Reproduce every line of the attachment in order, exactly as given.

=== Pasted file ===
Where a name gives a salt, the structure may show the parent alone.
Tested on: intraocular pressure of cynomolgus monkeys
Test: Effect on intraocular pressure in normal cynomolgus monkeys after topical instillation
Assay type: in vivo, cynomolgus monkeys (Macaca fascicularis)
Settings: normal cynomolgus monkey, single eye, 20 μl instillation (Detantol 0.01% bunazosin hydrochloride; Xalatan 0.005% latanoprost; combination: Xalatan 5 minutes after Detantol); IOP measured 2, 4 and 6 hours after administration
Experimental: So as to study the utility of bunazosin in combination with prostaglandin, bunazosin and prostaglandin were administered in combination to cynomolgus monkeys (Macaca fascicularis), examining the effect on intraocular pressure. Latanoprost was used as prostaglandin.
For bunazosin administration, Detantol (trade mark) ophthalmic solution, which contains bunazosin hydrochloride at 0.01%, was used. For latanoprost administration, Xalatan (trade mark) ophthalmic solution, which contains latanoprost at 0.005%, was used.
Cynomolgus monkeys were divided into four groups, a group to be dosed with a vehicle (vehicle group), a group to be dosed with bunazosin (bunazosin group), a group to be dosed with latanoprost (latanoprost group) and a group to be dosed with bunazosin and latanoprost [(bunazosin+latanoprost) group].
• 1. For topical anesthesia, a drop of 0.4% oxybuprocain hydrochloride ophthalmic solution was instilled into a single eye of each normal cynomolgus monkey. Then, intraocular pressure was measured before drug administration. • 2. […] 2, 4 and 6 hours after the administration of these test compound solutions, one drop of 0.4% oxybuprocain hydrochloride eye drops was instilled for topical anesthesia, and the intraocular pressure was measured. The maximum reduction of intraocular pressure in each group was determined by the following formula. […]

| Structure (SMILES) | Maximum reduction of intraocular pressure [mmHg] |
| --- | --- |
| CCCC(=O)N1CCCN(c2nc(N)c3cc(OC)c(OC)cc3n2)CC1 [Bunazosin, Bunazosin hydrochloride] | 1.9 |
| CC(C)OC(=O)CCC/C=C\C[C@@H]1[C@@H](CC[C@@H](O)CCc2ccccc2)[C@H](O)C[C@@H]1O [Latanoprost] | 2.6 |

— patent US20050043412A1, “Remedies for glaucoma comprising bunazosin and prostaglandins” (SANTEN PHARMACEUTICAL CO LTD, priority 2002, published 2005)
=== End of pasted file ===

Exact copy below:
Where a name gives a salt, the structure may show the parent alone.
Tested on: intraocular pressure of cynomolgus monkeys
Test: Effect on intraocular pressure in normal cynomolgus monkeys after topical instillation
Assay type: in vivo, cynomolgus monkeys (Macaca fascicularis)
Settings: normal cynomolgus monkey, single eye, 20 μl instillation (Detantol 0.01% bunazosin hydrochloride; Xalatan 0.005% latanoprost; combination: Xalatan 5 minutes after Detantol); IOP measured 2, 4 and 6 hours after administration
Experimental: So as to study the utility of bunazosin in combination with prostaglandin, bunazosin and prostaglandin were administered in combination to cynomolgus monkeys (Macaca fascicularis), examining the effect on intraocular pressure. Latanoprost was used as prostaglandin.
For bunazosin administration, Detantol (trade mark) ophthalmic solution, which contains bunazosin hydrochloride at 0.01%, was used. For latanoprost administration, Xalatan (trade mark) ophthalmic solution, which contains latanoprost at 0.005%, was used.
Cynomolgus monkeys were divided into four groups, a group to be dosed with a vehicle (vehicle group), a group to be dosed with bunazosin (bunazosin group), a group to be dosed with latanoprost (latanoprost group) and a group to be dosed with bunazosin and latanoprost [(bunazosin+latanoprost) group].
• 1. For topical anesthesia, a drop of 0.4% oxybuprocain hydrochloride ophthalmic solution was instilled into a single eye of each normal cynomolgus monkey. Then, intraocular pressure was measured before drug administration. • 2. […] 2, 4 and 6 hours after the administration of these test compound solutions, one drop of 0.4% oxybuprocain hydrochloride eye drops was instilled for topical anesthesia, and the intraocular pressure was measured. The maximum reduction of intraocular pressure in each group was determined by the following formula. […]

| Structure (SMILES) | Maximum reduction of intraocular pressure [mmHg] |
| --- | --- |
| CCCC(=O)N1CCCN(c2nc(N)c3cc(OC)c(OC)cc3n2)CC1 [Bunazosin, Bunazosin hydrochloride] | 1.9 |
| CC(C)OC(=O)CCC/C=C\C[C@@H]1[C@@H](CC[C@@H](O)CCc2ccccc2)[C@H](O)C[C@@H]1O [Latanoprost] | 2.6 |

— patent US20050043412A1, “Remedies for glaucoma comprising bunazosin and prostaglandins” (SANTEN PHARMACEUTICAL CO LTD, priority 2002, published 2005)